skip navigation


Register for Latest Research

Stay Informed
Register with NCJRS to receive NCJRS's biweekly e-newsletter JUSTINFO and additional periodic emails from NCJRS and the NCJRS federal sponsors that highlight the latest research published or sponsored by the Office of Justice Programs.

NCJRS Abstract

The document referenced below is part of the NCJRS Virtual Library collection. To conduct further searches of the collection, visit the Virtual Library. See the Obtain Documents page for direction on how to access resources online, via mail, through interlibrary loans, or in a local library.


NCJ Number: 142058 Add to Shopping cart Find in a Library
Editor(s): C R Block; R L Block
Date Published: 1992
Page Count: 150
Sponsoring Agency: National Institute of Justice (NIJ)
Washington, DC 20531
National Institute of Justice/
Rockville, MD 20849
NCJRS Photocopy Services
Rockville, MD 20849-6000
US Dept of Justice NIJ Pub
Washington, DC 20531
Sale Source: National Institute of Justice/
NCJRS paper reproduction
Box 6000, Dept F
Rockville, MD 20849
United States of America

National Institute of Justice (NIJ)
US Department of Justice
Office of Justice Programs
810 Seventh Street NW
Washington, DC 20531
United States of America

NCJRS Photocopy Services
Box 6000
Rockville, MD 20849-6000
United States of America
Document: PDF|PDF
Type: Conference Material
Language: English
Country: United States of America
Annotation: The first intensive workshop of the Homicide Research Working Group, sponsored by the National Institute of Justice and the Inter-University Consortium for Political and Social Research and held in June 1992 in Ann Arbor, Michigan, included tutorials on national homicide, homicide research projects, drug-related crime, homicide intervention projects, and issues associated with lethal and nonlethal violence.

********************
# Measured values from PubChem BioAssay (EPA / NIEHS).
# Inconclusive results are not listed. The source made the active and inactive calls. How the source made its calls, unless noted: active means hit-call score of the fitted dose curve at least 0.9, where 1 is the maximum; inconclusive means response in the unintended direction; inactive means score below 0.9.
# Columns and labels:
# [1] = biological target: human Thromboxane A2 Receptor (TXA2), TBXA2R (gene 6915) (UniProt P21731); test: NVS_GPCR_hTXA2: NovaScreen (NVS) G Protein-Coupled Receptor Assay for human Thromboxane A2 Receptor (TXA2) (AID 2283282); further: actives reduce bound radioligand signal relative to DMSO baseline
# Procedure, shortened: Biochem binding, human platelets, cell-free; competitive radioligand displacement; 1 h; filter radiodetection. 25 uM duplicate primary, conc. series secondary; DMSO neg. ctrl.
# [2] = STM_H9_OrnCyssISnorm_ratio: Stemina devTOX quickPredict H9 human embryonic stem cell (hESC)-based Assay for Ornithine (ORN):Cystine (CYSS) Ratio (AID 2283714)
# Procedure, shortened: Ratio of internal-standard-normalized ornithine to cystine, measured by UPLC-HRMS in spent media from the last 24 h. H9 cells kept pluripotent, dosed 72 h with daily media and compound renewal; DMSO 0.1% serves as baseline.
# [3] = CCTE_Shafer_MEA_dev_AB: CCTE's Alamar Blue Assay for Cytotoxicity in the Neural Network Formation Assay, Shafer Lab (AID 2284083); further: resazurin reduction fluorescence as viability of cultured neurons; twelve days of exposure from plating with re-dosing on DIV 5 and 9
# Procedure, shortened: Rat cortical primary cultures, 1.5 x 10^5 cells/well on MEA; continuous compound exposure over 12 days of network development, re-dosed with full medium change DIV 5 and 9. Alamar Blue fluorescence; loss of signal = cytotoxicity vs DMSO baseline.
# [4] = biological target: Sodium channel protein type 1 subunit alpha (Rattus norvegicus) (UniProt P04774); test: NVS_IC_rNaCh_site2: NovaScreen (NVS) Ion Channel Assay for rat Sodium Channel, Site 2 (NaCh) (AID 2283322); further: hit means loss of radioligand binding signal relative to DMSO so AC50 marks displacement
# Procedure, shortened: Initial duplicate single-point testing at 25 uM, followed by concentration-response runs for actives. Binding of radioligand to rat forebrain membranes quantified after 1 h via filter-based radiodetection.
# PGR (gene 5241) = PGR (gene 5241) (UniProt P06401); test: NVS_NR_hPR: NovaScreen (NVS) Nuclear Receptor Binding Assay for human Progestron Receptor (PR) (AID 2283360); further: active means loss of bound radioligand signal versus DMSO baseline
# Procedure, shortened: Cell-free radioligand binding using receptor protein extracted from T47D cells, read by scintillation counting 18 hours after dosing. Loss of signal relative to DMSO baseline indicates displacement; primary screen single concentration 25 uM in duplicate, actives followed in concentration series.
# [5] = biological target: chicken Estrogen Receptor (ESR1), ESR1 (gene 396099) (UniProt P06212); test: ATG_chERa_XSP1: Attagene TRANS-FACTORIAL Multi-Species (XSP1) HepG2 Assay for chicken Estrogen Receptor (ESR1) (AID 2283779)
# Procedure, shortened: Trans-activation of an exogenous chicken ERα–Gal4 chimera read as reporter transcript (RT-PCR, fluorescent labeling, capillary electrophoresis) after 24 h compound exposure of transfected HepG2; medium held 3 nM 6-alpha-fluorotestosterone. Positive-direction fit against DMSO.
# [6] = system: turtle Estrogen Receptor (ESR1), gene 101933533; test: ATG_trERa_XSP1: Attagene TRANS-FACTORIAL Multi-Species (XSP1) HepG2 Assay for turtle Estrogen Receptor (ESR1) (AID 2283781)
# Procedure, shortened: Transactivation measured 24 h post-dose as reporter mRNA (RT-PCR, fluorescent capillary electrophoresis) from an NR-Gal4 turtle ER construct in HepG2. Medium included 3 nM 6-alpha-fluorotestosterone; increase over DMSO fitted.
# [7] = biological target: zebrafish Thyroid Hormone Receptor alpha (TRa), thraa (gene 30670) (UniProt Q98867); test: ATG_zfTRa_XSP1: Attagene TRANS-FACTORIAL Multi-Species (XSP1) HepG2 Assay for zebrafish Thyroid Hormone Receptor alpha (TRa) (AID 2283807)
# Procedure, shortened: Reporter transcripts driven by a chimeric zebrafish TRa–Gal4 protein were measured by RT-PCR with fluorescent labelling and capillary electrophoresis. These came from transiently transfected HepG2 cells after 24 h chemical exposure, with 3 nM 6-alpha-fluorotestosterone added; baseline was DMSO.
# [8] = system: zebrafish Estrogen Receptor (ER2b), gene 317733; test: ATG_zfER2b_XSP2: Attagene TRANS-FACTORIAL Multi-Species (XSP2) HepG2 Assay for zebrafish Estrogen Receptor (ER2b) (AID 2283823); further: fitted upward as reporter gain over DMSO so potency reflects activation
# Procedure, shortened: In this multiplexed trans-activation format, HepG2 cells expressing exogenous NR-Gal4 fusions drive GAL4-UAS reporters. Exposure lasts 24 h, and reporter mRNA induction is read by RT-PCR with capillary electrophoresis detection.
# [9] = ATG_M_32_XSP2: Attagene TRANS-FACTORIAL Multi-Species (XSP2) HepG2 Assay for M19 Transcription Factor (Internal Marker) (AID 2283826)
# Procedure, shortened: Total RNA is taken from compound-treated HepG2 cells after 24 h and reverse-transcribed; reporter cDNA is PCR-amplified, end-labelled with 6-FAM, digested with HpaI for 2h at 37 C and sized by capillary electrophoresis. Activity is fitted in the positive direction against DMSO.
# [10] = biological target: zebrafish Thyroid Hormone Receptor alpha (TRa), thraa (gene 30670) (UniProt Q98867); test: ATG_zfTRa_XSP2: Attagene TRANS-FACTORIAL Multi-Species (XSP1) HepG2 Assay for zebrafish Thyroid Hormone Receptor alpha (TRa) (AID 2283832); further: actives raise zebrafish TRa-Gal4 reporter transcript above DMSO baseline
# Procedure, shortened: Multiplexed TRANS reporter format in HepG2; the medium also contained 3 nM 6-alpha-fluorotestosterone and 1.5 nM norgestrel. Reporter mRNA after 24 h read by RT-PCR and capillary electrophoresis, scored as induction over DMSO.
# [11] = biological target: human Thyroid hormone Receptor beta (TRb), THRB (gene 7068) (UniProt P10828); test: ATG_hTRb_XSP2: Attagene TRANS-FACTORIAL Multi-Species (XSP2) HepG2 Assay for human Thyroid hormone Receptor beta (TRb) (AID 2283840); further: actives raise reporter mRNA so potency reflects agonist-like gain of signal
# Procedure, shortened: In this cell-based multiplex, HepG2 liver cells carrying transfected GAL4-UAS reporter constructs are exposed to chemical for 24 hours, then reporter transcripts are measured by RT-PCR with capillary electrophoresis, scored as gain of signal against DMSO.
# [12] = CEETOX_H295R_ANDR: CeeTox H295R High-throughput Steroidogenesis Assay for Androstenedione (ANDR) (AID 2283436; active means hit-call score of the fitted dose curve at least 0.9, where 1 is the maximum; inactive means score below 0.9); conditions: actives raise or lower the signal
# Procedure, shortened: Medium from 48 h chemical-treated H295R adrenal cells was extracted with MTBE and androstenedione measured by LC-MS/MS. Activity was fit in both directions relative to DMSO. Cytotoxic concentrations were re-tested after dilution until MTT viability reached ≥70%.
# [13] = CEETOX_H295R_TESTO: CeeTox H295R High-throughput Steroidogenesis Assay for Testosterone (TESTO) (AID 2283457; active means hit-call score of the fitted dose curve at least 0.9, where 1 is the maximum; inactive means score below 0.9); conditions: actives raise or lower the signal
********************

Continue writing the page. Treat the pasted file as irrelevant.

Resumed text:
Abstract: Attended by 29 homicide researchers and policy experts, the workshop was designed to encourage more efficient sharing of techniques for measuring and analyzing homicide; forge links among research, epidemiology, and practical programs to reduce violence-related mortality; improve data quality and linkages among diverse homicide data sources; foster collaborative, interdisciplinary research on lethal and nonlethal violence; create a communications network among those collecting, maintaining, and analyzing homicide data; and generate a stronger working relationship among homicide researchers. Workshop presentations were organized according to similarity of topic. Five papers dealt with substantive current issues in homicide research and intervention strategies: pitfalls of comparing homicide rates across geographic areas; practical and measurement issues in drug-related violence; use of the Danger Assessment Instrument for assessing homicide risk in intimate violence; and two violence prevention programs, one targeting individuals and the other targeting neighborhood hot spot areas. Discussions of six homicide data sets included two papers on national data sets, the Canadian Homicide Data Base and the U.S. National Incident-Based Reporting System, and four papers on local homicide data sets (Los Angeles, Chicago, Baltimore, and Philadelphia). Workshop participants also addressed causes of homicide, the use of surveillance in homicide and violence prevention, and computer mapping as a tool in violence reduction. Additional information on workshop participants and issues is appended. References, tables, and figures
Main Term(s): Homicide; Violence prevention
Index Term(s): California; Canada; Computers; Crime in foreign countries; Criminology; Dangerousness; Drug Related Crime; Forensic medicine; Homicide causes; Illinois; Maryland; Pennsylvania; Police; Science and Technology; Statistics; Victims of Crime; Violent crime statistics
Note: Workshop held on June 14-16, 1992, in Ann Arbor, Michigan
To cite this abstract, use the following link:

*A link to the full-text document is provided whenever possible. For documents not available online, a link to the publisher's website is provided. Tell us how you use the NCJRS Library and Abstracts Database - send us your feedback.